Millions of Bean Bags Recalled after Child Deaths

Millions of Bean Bags Recalled after Child Deaths | Pintas & Mullins Law Firm

More than 2.2 million bean bags made by Ace Bayou Corp. are being recalled after two children suffocated to death inside of them. The bean bags, which come in various shapes, colors, fabrics and sizes, were sold at popular stores such as Walmart and Meijer, and online at Amazon. Child product recall lawyers at Pintas & Mullins Law Firm detail this recall and how consumers should fix the defects.

Ace Bayou is located in New Orleans, and sold the recalled bean bag chairs until July 2013, for anywhere between $30 and $100. The two children that died from these chairs, a three year old from Kentucky and a 13 year old from Texas, were found by their families inside the bean bags, suffocated, with foam beads in their mouths and lungs.

The defective bean bags include zipper than can easily be opened, which is how the children crawled into the bean bags in the first place. As mentioned, the bags were sold at many popular stores, including:

• Meijer • Walmart • • Pamida • Bon-Ton • School Specialty • Wayfair 
Anyone who owns an Ace Bayou bean bag should contact the company right away and keep the chairs away from children of any age. Ace Bayou is offering its customers free repair kits that will prevent the zippers from opening, which can be ordered online.

Dozens of different kinds of children’s products are recalled throughout the country every month, however, most parents are never informed or aware of how dangerous these products are. One study by Kids in Danger found that just 10% of recalled children’s products were successfully corrected, returned, or replaced in 2012. We don’t see that dire number going up any time soon without serious intervention from multiple angles.

Furniture is among the most common factors in accidental child injuries and deaths, which is why knowing about recalls and proper assembly is so important. Reporting injuries caused by defective products is also important: on average, it takes about 14 reported incidents and two injuries to initiate a product recall. Incidents, design flaws, and product failures can be submitted to the U.S. Consumer Product Safety Commission (CPSC).

In addition to monitoring current safety recalls, parents should keep in mind that products they find at thrift stores and second-hand shops may also be unknowingly dangerous. One child safety website notes that at least 12% of thrift and second-hand shops sells children’s products that were previously recalled or violate federal safety standards. We recently wrote a post on the effectiveness, or lack thereof, of children’s product recalls.

How Recalls Work, and Why They Rarely Do

The lack of awareness and enforcement is largely due to the failures in communication between manufacturers, retailers, consumers and the government. As we touched on earlier, in order for a recall to take place, consumers must report incidents to the government, which tracks these in a large database. When enough reports accrue, the government informs the manufactuer that a recall should be made (how seriously they recommend the recall depends on many circumstances). Once the manufacturer decides to issue a recall, it issues a press release and notifies retailers, such as Walmart, to take the product off their shelves and attempt to inform its customers.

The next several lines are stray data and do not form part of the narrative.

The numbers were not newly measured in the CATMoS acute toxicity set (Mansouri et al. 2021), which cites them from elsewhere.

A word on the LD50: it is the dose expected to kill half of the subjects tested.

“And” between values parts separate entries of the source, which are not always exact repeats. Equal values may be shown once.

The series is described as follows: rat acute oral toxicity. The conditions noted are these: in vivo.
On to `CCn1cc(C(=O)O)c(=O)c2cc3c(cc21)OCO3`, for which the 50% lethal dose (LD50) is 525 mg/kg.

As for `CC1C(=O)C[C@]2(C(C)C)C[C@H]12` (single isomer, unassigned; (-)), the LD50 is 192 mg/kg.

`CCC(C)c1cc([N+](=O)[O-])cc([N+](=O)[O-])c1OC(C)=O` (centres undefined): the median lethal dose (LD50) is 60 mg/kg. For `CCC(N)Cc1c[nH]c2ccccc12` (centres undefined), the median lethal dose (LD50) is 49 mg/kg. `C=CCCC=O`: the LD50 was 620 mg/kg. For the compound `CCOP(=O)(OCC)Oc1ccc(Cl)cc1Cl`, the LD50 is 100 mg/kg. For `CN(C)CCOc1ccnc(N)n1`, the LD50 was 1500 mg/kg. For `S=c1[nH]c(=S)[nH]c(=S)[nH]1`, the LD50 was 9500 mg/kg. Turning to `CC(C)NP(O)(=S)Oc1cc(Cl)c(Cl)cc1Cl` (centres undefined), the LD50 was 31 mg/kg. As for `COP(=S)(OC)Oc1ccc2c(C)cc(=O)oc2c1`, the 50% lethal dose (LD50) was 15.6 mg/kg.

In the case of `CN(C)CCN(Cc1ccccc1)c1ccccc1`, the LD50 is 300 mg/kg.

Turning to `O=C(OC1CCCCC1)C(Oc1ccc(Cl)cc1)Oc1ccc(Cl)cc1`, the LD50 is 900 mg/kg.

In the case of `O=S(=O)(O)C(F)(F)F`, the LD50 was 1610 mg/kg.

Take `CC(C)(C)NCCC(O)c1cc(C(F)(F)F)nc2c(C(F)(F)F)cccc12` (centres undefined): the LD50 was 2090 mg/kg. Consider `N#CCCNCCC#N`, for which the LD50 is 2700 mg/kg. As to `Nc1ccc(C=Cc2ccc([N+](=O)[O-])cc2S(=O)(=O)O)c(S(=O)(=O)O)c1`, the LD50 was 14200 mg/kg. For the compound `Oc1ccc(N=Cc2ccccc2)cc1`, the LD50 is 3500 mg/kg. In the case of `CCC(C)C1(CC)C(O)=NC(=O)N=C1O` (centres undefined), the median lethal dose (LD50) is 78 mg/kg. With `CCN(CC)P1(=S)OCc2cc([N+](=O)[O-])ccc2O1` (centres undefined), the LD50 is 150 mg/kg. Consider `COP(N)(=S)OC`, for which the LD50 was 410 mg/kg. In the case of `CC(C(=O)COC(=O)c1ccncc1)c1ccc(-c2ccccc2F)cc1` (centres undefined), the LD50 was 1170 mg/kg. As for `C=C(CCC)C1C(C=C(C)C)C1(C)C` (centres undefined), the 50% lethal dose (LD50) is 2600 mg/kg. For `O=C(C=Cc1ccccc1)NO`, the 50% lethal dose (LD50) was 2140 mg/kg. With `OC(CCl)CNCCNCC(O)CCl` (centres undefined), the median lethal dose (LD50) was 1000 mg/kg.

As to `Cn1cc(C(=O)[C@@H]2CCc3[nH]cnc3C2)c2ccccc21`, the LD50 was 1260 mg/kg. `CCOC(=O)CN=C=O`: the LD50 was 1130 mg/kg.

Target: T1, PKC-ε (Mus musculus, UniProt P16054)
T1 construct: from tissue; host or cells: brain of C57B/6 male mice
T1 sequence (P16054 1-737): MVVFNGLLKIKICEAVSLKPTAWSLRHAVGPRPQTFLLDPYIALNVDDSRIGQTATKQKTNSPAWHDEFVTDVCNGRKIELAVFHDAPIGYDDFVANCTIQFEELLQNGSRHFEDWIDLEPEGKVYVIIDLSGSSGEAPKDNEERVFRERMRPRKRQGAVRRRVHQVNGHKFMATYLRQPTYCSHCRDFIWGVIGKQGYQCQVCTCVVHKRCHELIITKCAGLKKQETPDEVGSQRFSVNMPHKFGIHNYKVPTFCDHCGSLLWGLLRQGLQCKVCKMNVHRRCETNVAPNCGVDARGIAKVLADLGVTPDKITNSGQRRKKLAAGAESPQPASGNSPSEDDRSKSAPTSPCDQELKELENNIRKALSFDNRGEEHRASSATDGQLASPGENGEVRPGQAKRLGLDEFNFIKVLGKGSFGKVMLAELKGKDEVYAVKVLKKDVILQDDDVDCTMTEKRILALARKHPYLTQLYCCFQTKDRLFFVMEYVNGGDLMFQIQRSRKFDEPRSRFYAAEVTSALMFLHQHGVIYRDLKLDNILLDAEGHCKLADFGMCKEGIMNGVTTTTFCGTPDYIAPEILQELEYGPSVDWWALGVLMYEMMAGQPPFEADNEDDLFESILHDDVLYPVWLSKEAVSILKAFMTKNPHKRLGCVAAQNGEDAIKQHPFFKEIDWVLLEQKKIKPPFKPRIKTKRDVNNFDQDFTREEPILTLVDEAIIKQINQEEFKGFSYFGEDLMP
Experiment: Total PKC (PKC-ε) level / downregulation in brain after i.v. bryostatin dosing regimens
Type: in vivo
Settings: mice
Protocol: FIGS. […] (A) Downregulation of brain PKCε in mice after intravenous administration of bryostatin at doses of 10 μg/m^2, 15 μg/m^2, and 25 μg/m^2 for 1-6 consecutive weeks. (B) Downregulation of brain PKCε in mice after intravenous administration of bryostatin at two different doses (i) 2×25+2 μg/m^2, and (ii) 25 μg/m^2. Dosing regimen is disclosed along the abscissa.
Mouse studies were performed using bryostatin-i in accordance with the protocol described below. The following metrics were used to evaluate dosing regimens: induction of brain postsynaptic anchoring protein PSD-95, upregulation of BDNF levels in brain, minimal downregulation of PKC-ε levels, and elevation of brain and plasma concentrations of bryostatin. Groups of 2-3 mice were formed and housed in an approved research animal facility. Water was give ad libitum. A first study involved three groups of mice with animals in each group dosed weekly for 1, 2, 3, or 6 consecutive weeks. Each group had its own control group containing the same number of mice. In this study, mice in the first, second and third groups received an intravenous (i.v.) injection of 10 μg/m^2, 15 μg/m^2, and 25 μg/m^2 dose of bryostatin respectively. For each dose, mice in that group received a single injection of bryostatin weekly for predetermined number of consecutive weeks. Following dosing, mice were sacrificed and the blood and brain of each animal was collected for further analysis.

Although they should, few people regularly check the CPSC website for recalls, or have updates automatically emailed to their inboxes. We strongly encourage all parents to sign up for a CPSC subscription, so you receive emails every time a recall involves infant or child products. This can be found here.

There have been several large-scale recalls already in 2014. Among them include Car Seats made by Graco (3.8 million) and Evenflo (1.3 million), Pacifier holding clips made by Playtex (1.2 million), and wall mounted lamps (3.5 million) and bed canopies (255,000) from Ikea. Graco also recalled nearly 2 million rear-facing child restraints recently. 

Some of the most dangerous kid’s toys include those with toxic substances, such as lead, those with small parts, those with powerful magnets, and those equipped with loud audio technology, that may adversely affect hearing, sometimes causing permanent damage. If your child was seriously injured by a defective product, or if you notice a children’s product that is defective or flawed in any way, it is critically important to report the incident right away.

Serious injuries to children can be devastating to families, particularly if they were caused by a negligently-designed or poorly-made product. Contact our team of children’s product recall lawyers as soon as possible if you have any questions or concerns about injuries or recalls. We always provide free, confidential, no-obligation consultations to concerned parents, nationwide.